Sep 182011
Authors: Katie Salvato

Ian McClellan, the president of the CSU Student Veteran Organization, said he got into the organization by accident.

“I got a job in the Adult Learner and Veteran Services office and the Student Veteran Organization had meetings in there,” McClellan said.  “I just happened to be working one night, so I sat in.”
McClellan served in the Marine Corps for five years before enrolling as a student at CSU and said the university helped him adjust to civilian life.  

“The military has a team aspect. No one is an individual,” McClellan said. “When you come to college, you are an individual. The ALVS office makes it better by giving veterans that team element.”

CSU was recognized this year by GI Jobs magazine as one of the most military friendly schools. The 2012 list honors the top 20 percent of universities that are doing the most to embrace America’s military service members and veterans as students.

“We are proud to once again be recognized as a university that is committed to our veteran students, helping them to achieve academic success as well as transition back into the community,” said Jan Rastall, director of CSU’s Adult Learner and Veteran Services. “The entire university community should be applauded for helping these students achieve their potential.”

CSU had the first chapter of Student Veterans of America in Colorado. This year, the chapter sent members of the SVA to Madison, Wisconsin to meet with others in the organization.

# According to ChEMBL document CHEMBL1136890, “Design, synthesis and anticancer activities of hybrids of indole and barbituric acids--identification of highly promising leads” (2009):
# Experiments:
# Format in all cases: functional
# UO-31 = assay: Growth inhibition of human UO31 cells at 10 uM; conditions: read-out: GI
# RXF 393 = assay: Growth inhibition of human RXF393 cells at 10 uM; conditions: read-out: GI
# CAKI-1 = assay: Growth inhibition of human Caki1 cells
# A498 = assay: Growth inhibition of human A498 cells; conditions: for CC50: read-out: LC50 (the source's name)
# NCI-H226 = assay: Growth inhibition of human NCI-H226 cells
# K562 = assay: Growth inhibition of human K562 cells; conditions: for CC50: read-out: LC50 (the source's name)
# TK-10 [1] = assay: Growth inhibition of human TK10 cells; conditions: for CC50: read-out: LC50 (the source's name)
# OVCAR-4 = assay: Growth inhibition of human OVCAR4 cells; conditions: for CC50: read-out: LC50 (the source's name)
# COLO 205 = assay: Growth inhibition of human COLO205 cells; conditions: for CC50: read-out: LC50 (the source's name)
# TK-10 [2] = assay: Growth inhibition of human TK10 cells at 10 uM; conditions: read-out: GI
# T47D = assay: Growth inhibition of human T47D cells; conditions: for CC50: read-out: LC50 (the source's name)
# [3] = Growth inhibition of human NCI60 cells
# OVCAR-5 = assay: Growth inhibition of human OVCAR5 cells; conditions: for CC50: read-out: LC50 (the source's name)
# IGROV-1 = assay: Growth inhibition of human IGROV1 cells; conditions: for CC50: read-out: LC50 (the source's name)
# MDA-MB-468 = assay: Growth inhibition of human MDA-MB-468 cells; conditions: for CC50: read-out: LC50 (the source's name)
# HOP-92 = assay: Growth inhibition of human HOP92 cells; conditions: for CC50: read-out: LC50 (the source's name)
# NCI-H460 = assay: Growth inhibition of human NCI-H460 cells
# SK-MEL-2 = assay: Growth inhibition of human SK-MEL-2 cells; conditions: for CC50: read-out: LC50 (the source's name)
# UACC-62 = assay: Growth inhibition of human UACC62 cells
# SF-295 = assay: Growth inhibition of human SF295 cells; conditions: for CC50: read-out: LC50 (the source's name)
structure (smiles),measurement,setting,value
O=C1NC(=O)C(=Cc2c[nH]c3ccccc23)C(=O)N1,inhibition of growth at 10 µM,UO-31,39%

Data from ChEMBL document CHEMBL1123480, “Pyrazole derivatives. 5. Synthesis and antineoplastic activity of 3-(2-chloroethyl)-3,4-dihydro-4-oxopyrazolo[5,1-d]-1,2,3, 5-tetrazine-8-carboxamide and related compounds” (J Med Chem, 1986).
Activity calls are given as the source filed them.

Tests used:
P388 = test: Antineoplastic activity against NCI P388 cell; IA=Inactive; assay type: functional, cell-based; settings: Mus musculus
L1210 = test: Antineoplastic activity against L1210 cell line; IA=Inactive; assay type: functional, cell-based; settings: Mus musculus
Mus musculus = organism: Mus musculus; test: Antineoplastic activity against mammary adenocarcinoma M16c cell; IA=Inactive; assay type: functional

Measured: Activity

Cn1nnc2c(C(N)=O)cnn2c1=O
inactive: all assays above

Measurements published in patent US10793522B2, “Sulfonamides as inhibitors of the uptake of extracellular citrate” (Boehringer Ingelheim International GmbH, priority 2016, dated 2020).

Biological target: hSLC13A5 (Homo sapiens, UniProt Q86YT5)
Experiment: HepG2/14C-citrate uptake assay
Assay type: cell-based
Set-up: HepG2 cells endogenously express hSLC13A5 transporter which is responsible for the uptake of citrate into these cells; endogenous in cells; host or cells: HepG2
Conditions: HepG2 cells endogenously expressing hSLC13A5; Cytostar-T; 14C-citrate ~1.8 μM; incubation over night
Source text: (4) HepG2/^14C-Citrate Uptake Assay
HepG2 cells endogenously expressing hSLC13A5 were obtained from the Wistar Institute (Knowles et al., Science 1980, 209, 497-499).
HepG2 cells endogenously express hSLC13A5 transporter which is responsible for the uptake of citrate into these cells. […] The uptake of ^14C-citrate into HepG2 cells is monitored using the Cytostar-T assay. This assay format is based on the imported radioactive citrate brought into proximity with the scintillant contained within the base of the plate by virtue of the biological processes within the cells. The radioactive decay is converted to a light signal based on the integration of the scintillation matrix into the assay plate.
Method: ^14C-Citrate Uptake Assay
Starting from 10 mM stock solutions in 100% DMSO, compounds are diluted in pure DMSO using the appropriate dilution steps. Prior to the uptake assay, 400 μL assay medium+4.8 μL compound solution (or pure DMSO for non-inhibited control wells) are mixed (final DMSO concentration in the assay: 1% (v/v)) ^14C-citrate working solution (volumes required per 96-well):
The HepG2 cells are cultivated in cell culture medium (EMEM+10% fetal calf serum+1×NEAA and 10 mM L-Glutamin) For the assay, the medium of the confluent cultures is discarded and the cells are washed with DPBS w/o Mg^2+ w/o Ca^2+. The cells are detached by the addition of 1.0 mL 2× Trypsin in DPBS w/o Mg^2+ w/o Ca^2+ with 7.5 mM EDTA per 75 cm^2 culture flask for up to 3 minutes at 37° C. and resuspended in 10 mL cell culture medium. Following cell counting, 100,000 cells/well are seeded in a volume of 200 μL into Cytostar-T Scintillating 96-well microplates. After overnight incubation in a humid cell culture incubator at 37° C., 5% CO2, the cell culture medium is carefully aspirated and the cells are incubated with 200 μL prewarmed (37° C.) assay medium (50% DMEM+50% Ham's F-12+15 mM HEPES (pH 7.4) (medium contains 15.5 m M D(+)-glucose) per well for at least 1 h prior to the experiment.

“We went to the SVA conference and had the chance to talk to veterans in other schools,” said Andrew Cole, the treasurer of the university’s student veteran organization. “CSU is definitely in the forefront of the services they provide for veterans.”

Cole served six years in the U.S. Navy and is pursuing a degree in electrical engineering.
“This university was more friendly than others when I was applying to schools,” Cole said. “There are a lot more veterans here.”

CSU also offers class sections specifically for veterans, such as the Composition 150 class.
“I was different from the rest of the freshman,” McClellan said. “I was a freshman at 25. I had different experiences from the other students.”

Both McClellan and Cole said their time in the military affected how they work as students.
“In high school, I didn’t care,” McClellan said. “I was near the bottom of my class when I graduated. I got a lot of maturity and discipline from the Marine Corps.”

Collegian writer Katie Salvato can be reached at

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